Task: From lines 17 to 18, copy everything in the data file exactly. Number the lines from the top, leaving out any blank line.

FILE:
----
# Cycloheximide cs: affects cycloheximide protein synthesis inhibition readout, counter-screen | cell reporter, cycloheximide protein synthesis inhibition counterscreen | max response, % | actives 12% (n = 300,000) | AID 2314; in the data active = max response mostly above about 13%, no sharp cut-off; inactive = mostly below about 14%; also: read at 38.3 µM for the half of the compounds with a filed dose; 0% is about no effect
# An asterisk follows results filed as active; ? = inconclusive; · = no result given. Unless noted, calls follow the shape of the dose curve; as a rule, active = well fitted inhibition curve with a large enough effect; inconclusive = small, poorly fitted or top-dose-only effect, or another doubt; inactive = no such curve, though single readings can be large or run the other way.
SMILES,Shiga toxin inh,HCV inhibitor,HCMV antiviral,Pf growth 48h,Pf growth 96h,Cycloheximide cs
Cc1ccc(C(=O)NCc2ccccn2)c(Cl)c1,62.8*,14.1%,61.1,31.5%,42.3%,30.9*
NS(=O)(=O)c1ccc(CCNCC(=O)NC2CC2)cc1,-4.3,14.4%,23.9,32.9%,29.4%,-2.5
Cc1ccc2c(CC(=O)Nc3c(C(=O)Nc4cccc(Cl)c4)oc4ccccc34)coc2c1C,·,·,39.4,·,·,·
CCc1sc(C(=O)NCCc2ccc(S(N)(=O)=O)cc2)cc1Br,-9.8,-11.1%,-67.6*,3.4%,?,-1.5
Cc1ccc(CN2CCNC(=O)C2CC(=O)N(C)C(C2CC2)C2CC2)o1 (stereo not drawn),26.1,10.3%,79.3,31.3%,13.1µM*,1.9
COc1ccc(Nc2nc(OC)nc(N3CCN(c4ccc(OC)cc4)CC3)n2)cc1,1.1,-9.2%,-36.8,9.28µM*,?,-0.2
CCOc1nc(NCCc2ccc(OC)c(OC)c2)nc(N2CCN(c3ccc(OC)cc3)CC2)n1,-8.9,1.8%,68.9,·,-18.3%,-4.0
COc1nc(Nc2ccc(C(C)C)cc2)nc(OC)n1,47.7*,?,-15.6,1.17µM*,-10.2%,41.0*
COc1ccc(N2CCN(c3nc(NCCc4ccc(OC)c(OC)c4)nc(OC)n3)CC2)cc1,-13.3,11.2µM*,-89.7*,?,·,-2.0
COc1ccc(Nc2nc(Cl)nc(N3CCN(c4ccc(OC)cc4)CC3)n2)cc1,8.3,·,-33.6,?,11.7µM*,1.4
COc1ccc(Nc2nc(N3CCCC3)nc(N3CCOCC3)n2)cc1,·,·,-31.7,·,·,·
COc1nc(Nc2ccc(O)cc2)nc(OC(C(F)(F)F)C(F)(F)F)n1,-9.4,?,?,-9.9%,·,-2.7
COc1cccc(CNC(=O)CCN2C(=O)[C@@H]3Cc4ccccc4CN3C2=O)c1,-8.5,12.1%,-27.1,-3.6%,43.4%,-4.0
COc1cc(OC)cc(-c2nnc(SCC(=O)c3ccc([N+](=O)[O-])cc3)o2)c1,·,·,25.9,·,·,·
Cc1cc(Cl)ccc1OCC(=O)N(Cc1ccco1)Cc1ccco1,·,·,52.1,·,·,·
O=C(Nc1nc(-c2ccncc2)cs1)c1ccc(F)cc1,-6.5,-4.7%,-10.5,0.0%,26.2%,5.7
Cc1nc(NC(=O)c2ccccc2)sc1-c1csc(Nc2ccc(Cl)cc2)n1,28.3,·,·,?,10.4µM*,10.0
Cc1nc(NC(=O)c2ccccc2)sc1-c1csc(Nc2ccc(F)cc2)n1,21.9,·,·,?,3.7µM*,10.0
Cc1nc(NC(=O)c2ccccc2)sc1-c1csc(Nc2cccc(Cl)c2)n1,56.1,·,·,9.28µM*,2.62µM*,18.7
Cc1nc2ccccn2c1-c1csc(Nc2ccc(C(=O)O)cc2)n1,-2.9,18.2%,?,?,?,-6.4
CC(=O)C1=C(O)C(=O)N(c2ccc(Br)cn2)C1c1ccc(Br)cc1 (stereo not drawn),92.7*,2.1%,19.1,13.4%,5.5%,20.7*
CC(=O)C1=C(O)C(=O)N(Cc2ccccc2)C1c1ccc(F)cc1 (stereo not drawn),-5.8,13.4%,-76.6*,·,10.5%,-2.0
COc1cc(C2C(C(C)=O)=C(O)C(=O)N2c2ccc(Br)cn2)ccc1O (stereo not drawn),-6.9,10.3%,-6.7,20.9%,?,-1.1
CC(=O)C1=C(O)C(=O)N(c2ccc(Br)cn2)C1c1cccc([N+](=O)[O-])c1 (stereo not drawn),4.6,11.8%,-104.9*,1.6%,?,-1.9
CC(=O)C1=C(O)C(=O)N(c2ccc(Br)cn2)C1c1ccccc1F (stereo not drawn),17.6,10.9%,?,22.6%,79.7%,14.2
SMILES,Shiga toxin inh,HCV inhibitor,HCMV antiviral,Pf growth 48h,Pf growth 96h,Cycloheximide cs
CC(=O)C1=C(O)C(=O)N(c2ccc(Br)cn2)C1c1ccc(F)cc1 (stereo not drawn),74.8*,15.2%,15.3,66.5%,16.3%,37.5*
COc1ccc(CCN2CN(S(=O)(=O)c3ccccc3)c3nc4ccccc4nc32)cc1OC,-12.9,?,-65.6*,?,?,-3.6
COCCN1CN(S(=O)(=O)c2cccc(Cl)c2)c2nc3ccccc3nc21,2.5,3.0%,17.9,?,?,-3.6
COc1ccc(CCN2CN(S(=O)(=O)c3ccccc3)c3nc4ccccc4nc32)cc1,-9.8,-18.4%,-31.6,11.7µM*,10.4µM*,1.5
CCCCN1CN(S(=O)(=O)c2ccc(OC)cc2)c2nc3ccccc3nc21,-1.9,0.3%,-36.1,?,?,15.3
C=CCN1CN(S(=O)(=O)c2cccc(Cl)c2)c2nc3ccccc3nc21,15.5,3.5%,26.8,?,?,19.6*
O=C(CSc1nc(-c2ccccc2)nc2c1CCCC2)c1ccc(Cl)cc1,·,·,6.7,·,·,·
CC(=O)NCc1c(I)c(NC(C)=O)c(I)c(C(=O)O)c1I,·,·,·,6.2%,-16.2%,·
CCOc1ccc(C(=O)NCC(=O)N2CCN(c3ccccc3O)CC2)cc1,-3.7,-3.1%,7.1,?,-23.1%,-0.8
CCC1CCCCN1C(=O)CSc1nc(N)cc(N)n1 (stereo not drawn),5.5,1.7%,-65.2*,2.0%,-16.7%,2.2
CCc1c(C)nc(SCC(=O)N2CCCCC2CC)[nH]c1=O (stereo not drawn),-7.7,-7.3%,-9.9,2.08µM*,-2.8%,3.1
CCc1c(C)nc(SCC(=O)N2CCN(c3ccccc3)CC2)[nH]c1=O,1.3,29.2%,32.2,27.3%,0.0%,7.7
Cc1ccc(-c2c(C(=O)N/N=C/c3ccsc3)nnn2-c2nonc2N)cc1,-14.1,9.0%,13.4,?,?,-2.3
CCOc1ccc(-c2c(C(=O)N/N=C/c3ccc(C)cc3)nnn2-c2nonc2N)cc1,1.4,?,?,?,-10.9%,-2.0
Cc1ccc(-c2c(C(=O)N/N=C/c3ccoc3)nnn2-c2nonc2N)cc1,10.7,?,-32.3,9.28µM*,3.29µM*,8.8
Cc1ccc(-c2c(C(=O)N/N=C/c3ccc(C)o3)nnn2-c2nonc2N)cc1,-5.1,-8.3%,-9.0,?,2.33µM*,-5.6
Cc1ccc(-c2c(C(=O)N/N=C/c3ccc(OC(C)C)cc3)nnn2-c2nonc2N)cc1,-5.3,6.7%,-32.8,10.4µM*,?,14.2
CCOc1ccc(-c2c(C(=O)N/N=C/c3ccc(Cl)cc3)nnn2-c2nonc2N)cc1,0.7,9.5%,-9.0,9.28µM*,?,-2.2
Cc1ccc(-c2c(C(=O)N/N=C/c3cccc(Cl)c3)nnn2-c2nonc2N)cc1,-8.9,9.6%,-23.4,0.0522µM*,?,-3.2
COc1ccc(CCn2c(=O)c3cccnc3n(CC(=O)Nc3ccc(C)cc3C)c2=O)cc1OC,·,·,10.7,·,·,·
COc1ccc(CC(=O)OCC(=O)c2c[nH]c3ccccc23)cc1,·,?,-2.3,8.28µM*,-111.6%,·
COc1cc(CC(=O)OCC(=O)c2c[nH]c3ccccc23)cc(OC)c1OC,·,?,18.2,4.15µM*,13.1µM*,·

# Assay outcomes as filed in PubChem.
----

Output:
COc1cc(OC)cc(-c2nnc(SCC(=O)c3ccc([N+](=O)[O-])cc3)o2)c1,·,·,25.9,·,·,·
Cc1cc(Cl)ccc1OCC(=O)N(Cc1ccco1)Cc1ccco1,·,·,52.1,·,·,·